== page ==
04 February, 2018
The world's oceans are sick, and getting sicker every day.
Two new studies show the warming of Earth's atmosphere is removing oxygen from ocean waters and harming coral reefs.
Oxygen is necessary for all life in the oceans, except for a few extremely small organisms. And researchers said oxygen levels are low enough to threaten all the ocean life that depends on it.
Denise Breitburg is an ocean scientist at the Smithsonian Environmental Research Center. She is also a member of the Global Ocean Oxygen Network, a team of scientists organized by the United Nations to study the issue.
Breitburg told the Associated Press, "If you can't breathe, nothing else matters. That pretty much describes it."
The journal Science published the two studies. The first describes how the growing problem of falling oxygen levels is more complex than experts had thought. The second study shows that rising ocean temperatures are greatly increasing coral reef bleaching events.
Scientists with the Global Ocean Oxygen Network reported that more than 32 million square kilometers of ocean are low in oxygen. These affected areas reach a depth of about 200 meters.
This area is bigger than Africa, the second largest continent. The scientists say the area of low oxygen levels has grown about 16 percent since 1950.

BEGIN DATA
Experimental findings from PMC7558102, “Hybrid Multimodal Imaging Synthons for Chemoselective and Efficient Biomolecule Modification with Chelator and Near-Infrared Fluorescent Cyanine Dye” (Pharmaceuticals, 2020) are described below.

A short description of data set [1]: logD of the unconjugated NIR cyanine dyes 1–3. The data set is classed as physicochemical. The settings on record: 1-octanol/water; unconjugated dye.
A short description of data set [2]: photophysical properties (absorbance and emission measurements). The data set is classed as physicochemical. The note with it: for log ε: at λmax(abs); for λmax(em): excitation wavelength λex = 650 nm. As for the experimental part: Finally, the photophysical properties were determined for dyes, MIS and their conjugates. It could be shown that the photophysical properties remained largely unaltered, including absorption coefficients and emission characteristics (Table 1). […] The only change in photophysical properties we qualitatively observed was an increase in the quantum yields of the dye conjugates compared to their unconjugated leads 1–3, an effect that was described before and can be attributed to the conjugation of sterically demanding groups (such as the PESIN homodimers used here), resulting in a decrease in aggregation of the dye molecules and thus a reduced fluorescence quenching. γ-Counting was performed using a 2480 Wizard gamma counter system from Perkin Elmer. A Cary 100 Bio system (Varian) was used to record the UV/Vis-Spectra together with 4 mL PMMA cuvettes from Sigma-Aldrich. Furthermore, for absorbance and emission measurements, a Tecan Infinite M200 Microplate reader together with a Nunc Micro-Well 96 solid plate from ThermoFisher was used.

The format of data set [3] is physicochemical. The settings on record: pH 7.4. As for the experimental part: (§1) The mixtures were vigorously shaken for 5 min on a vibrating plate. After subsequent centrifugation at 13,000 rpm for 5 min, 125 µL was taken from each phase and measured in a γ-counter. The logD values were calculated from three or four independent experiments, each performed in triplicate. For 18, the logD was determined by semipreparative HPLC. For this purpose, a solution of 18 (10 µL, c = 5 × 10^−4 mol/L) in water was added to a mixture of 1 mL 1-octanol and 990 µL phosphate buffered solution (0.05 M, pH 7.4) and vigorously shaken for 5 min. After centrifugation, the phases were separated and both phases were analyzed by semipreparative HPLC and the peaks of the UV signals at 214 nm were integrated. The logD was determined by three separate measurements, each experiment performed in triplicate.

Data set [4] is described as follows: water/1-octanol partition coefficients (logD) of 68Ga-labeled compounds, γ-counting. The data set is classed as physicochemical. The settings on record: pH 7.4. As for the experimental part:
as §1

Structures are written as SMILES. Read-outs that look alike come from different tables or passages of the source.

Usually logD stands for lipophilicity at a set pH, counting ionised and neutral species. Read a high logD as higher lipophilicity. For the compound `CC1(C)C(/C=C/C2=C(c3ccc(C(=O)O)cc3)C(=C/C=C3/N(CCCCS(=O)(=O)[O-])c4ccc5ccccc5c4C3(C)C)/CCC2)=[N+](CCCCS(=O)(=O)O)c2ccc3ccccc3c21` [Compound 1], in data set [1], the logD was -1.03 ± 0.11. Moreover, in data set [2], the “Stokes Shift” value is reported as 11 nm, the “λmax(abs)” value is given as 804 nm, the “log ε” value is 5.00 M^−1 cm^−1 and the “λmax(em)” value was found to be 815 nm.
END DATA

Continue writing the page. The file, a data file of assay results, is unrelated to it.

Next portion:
The Global Ocean Oxygen Network's report is the widest reaching look at decreasing oxygen levels in the world's seas so far. Lisa Levin is a professor at the Scripps Institution of Oceanography and a co-author of the report.
In her words, "The low oxygen problem is the biggest unknown climate change consequence out there."
Levin said past research had shown low oxygen areas that were the result of agricultural pollution. She said past studies also showed how warmer waters had created a lack of oxygen. But Levin said this latest study shows how both problems are connected by common causes and possible solutions.
Co-author Denise Breitburg said that some low oxygen levels in the world's ocean are natural, but not to the extent found. Wind patterns and ocean currents, believed changed by global warming, are preventing oxygen from sinking below the surface of the water. In addition, warmer water does not hold as much oxygen and less oxygen mixes into the water, she said.
In the other study, a team of experts looked at 100 coral reefs around the world. They examined how often the reefs experienced severe bleaching events since 1980.
Bleaching happens when water temperature rises just 1 degree Celsius above the normal high for an area. Before the 1980s, reefs that experienced bleaching would have 25 to 30 years before another event. The new study finds that bleaching events are now only about six years apart.
Bleaching is not quite killing the sensitive corals. But it is breaking down the algae that lives inside them. This severely sickens the coral.